By Retailist Editorial Team
Leading designer, Paul Smith has partnered with CMS, Storyblok to modernize its digital retail presence. To celebrate the business’ 50th anniversary, the Paul Smith team set out to transform the way they approach and communicate with customers, re-establish the brand, and rebuild the website. The business wanted a solution to future-proof its online business to remain relevant.
Paul Smith implemented Storyblok within its eight-month deadline, and achieved an increased page speed of approximately 50%, along with higher conversion and revenue rates.
Hannah Bennet, Head of Digital at Paul Smith, says: “When we decided to switch to a headless CMS, we had a lengthy review process of headless platforms, analyzing Contentful, Prismic, and GraphCMS among others. We wanted to find the right mix of composable architecture, easy integrations, ease of use, and flexibility.”
“We found that Storyblok was the most established vendor with great developer support. It also has some fantastic unique features, such as the visual editor. It supports improved performance and provides our teams so much flexibility and freedom. It was an easy decision to make.”
Dominik Angerer, Co-Founder and CEO at Storyblok, says: “At a time of economic uncertainty, the role of flexible and efficient marketing with a high ROI is becoming increasingly important as businesses seek to respond to new requirements and trends with agility.
“Our recent work with Paul Smith is a perfect example of this. The vast capabilities afforded by our headless CMS architecture enabled its legendary brand to achieve a new online look, recreating the customer experience from its unique physical stores.”
With the holidays fast approaching, new research from Miconex shows that the majority of Americans are keen to support local retailers. 24% will be spending up to $1,000 during the holidays, and 78% worry about finding the perfect gift.
Millennials and Gen Z consumers are at the forefront in embracing financial services from their favourite brands. For businesses, incorporating financial services into their offerings presents a compelling proposition for brands as a path to increase engagement, conversion and repeat visits.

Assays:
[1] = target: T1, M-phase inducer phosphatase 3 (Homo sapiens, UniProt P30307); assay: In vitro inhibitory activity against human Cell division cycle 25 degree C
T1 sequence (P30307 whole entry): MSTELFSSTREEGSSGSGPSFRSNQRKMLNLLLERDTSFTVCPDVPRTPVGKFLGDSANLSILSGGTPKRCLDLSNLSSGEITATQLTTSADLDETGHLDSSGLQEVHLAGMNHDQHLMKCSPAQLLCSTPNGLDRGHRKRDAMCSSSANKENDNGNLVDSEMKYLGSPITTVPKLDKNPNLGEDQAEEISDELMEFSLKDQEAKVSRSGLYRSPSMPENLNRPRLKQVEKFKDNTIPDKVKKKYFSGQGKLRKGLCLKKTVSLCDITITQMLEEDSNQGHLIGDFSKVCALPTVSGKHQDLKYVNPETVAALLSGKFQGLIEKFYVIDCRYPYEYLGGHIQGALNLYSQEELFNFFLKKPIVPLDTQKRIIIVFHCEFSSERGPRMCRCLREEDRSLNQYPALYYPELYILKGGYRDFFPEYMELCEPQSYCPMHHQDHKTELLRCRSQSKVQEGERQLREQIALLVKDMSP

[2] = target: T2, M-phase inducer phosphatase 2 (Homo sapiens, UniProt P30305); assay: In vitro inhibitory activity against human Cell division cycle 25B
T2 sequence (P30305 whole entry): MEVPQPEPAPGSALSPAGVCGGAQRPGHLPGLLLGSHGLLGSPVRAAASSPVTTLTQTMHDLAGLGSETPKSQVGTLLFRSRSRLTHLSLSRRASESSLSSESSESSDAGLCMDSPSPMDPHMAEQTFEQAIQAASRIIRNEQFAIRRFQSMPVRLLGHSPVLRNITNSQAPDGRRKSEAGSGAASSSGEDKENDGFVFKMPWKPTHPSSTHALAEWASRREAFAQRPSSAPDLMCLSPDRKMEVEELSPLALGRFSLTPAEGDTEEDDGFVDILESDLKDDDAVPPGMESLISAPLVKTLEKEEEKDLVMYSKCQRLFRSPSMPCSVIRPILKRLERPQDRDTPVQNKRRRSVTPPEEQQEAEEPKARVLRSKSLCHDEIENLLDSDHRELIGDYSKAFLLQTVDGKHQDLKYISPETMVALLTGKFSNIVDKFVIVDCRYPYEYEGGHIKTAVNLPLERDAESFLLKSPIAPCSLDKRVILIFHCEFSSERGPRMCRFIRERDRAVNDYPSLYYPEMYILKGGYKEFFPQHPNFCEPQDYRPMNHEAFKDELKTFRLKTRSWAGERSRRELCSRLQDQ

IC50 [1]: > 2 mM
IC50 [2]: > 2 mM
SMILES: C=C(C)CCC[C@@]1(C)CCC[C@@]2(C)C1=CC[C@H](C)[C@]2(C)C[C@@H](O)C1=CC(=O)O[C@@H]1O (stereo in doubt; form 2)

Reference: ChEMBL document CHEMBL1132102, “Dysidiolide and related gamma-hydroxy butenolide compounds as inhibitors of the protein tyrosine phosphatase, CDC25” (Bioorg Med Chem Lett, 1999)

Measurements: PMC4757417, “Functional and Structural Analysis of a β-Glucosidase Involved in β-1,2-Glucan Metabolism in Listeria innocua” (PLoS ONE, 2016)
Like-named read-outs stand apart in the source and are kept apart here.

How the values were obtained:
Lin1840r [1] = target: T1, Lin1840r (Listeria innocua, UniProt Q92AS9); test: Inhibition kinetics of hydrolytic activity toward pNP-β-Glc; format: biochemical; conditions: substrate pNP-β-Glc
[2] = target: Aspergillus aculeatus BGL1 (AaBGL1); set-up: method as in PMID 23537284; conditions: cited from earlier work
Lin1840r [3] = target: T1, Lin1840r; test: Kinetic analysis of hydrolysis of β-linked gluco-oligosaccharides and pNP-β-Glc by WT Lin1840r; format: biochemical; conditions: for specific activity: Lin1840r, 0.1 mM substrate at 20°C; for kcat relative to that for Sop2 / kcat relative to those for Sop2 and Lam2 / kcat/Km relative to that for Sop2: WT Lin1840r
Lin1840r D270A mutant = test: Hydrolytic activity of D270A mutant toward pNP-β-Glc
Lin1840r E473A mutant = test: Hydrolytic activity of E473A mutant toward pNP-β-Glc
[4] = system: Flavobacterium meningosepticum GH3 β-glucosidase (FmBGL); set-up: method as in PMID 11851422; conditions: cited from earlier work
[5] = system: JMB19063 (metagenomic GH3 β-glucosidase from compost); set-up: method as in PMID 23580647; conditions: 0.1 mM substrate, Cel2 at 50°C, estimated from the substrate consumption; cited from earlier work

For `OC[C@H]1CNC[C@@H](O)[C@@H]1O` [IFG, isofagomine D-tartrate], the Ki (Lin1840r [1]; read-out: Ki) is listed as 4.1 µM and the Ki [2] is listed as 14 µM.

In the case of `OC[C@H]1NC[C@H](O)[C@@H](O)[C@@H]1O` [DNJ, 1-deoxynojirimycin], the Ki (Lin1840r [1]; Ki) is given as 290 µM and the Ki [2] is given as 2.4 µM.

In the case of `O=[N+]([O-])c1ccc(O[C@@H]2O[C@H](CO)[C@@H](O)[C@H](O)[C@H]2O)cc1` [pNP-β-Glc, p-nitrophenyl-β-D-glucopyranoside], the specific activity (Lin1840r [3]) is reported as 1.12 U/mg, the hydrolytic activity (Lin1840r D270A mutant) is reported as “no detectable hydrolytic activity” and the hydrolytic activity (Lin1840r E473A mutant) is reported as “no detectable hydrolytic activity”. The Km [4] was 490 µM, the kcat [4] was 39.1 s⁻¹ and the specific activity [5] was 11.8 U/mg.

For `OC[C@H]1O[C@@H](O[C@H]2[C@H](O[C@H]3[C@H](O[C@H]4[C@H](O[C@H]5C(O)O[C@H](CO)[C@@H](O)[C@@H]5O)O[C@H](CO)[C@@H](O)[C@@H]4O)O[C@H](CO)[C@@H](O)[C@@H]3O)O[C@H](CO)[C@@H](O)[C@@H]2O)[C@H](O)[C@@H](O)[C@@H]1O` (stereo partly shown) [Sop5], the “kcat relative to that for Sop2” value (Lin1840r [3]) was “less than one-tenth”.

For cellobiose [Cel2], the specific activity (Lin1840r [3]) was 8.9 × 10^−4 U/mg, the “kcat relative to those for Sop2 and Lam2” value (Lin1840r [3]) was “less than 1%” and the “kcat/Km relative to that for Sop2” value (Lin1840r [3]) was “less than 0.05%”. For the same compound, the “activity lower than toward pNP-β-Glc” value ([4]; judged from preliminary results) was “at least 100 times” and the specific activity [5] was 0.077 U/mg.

The standout concern for many retailers this Black Friday is shrinkage. More specifically, theft. With nearly 80% of US brands saying organized retail crime is a risk that has become a priority in the past year for them, increased footfall in-store only enhances the potential for shoplifting.
By Alexandra Forsch, President, Awin US
Consumers are understandably skeptical about politicians’ and businesses’ efforts towards more sustainable practices. Swedish climate activist Greta Thunberg summed up this collective feeling beautifully with the above response to the 2021 UN Climate Change Conference.
And yet despite the skepticism, sustainable commerce drives more customer choices every day – from where they shop to the specific products and services they choose. According to recent research, 53% of shoppers say sustainability is a driving factor in their purchasing decisions. Furthermore, 73% of Gen Z and 68% of millennials report they are willing to pay more for sustainable goods. These figures make every savvy retail CMO take notice.
As a retailer, how do you appropriately join the sustainability movement? Many well-intentioned companies tread lightly around green topics and eco-commerce initiatives. The challenge with pursuing a sustainability agenda or talking about your ecofriendly practices is the terms can be ambiguous.
Should you be a registered Bcorp? Is it enough to offset carbon footprint by planting trees? Should you only buy local, or is it better you buy from businesses eradicating single-use plastics? These questions are complicated further by accusations of corporate ‘greenwashing.’ And sustainability is just one part of a broader discussion around what it means to be ‘ethical’ today. Environmental concerns coexist alongside other vital social issues: diversity of representation, inclusivity, accessibility.
Transforming to a more sustainable business
For today’s consumers, conscious commercial actions speak louder than words or labels. Shoppers want brands to proactively demonstrate commitments through how they conduct business. They want to see you do.
That said, consumers aren’t looking for a grand gesture. Loose change can enact big change and there are several small steps you can take for great impact.
One way is to collaborate with manufacturers and suppliers to identify ecofriendly products on your shelves and sustainable swaps you can make. In the food and beverage sector, for example, retailers are placing additional focus on ensuring sustainable, local growing practices. And in consumables, several merchants are stocking lower-impact ‘refill’ packages that customers can reuse instead of single-use containers. While this step might seem like a daunting task, it isn’t a shift that needs to happen overnight. Look at leading retailer The Body Shop. Currently, more than 68% of its packaging can be recycled. With a goal to have all products fully-recyclable by 2025, it’s conducting a review of The Body Shop’s whole product portfolio to explore how to increase this percentage in the future – becoming more eco-conscious smartly versus quickly.